The Hill's Campaign Report: Trump ramps up attacks against Twitter

Welcome to The Hill’s Campaign Report, your daily rundown on all the latest news in the 2020 presidential, Senate and House races. Did someone forward this to you? Click here to subscribe.

We’re Julia Manchester, Max Greenwood and Jonathan Easley. Here’s what we’re watching today on the campaign trail.
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LEADING THE DAY:

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President TrumpDonald John TrumpSenate advances public lands bill in late-night vote Warren, Democrats urge Trump to back down from veto threat over changing Confederate-named bases Esper orders ‘After Action Review’ of National Guard’s role in protests MORE is ramping up his attacks against Twitter, making the case that political bias at the social media giant is undercutting his reelection efforts amid a bitter feud over expanding access to mail-in ballots during the coronavirus pandemic.

The Trump campaign has long alleged a double standard in the way that Twitter has used its “manipulated media” policy to flag content produced by Republicans and Democrats.

But the dam broke this week when Twitter slapped a warning notice pushing back on a tweet Trump sent alleging that mail-in voting is susceptible to fraud and abuse.

“Trump falsely claimed that mail-in ballots would lead to ‘a Rigged Election.’ However, fact-checkers say there is no evidence that mail-in ballots are linked to voter fraud,” Twitter wrote in an addendum to the Trump tweet.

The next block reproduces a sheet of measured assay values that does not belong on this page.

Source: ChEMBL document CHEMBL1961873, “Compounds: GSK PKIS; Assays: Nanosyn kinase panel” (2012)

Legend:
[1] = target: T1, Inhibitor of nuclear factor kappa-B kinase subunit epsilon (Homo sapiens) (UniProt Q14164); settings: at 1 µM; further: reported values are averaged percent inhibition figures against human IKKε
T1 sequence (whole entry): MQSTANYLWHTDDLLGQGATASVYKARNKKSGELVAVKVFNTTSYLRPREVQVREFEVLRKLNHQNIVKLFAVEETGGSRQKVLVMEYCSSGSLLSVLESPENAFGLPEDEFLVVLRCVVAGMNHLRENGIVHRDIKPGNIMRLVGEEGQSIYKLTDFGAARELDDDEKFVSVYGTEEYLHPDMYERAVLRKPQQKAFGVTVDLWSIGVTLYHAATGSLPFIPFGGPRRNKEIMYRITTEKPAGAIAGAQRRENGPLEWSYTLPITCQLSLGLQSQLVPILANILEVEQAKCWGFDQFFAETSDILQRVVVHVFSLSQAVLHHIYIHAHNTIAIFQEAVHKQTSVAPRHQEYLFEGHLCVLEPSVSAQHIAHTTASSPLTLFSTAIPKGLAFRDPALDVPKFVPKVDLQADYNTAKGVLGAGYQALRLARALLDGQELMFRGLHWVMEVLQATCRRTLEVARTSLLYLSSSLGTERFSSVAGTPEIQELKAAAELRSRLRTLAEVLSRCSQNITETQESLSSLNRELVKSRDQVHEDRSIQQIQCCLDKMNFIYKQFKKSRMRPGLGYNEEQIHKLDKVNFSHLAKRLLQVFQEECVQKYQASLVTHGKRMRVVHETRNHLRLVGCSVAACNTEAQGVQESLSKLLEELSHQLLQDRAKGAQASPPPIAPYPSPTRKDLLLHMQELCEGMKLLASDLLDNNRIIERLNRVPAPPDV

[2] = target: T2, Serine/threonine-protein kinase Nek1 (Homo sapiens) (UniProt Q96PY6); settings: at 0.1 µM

The Trump campaign fired back, alleging that “Silicon Valley would pull out all the stops to obstruct and interfere with President Trump getting his message through to voters” by partnering with “biased fake news media fact checkers.”

The president took it up a notch on Wednesday, threatening to “regulate” or “close down” the social media giants.

“Republicans feel that Social Media Platforms totally silence conservatives voices,” Trump said. “We will strongly regulate, or close them down, before we can ever allow this to happen. We saw what they attempted to do, and failed, in 2016.”

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The latest dust-up comes as Trump continues to use Twitter to spread conspiracy theories surrounding the death of a congressional aide of MSNBC host Joe ScarboroughCharles (Joe) Joseph ScarboroughHillicon Valley: Senators raise concerns over government surveillance of protests | Amazon pauses police use of its facial recognition tech | FBI warns hackers are targeting mobile banking apps Homeland Security Democrats urge Zuckerberg to act on ‘dangerous’ Trump posts Scarborough, Hunt laud Romney for joining protesters: ‘Such a turning point’ for GOP support of Trump MORE years ago.

Republicans, including House Republican Conference Chairwoman Liz CheneyElizabeth (Liz) Lynn CheneyOvernight Defense: Senate confirms US military’s first African American service chief | Navy to ban display of Confederate flags | GOP lawmakers urge Trump not to cut troops in Germany Republicans urge Trump to reject slashing US troop presence in Germany Cheney blasts Trump move to draw down troops in Germany: ‘Dangerously misguided’ MORE (Wyo.), the third-ranking Republican in the House, have told Trump in no uncertain terms to cut it out.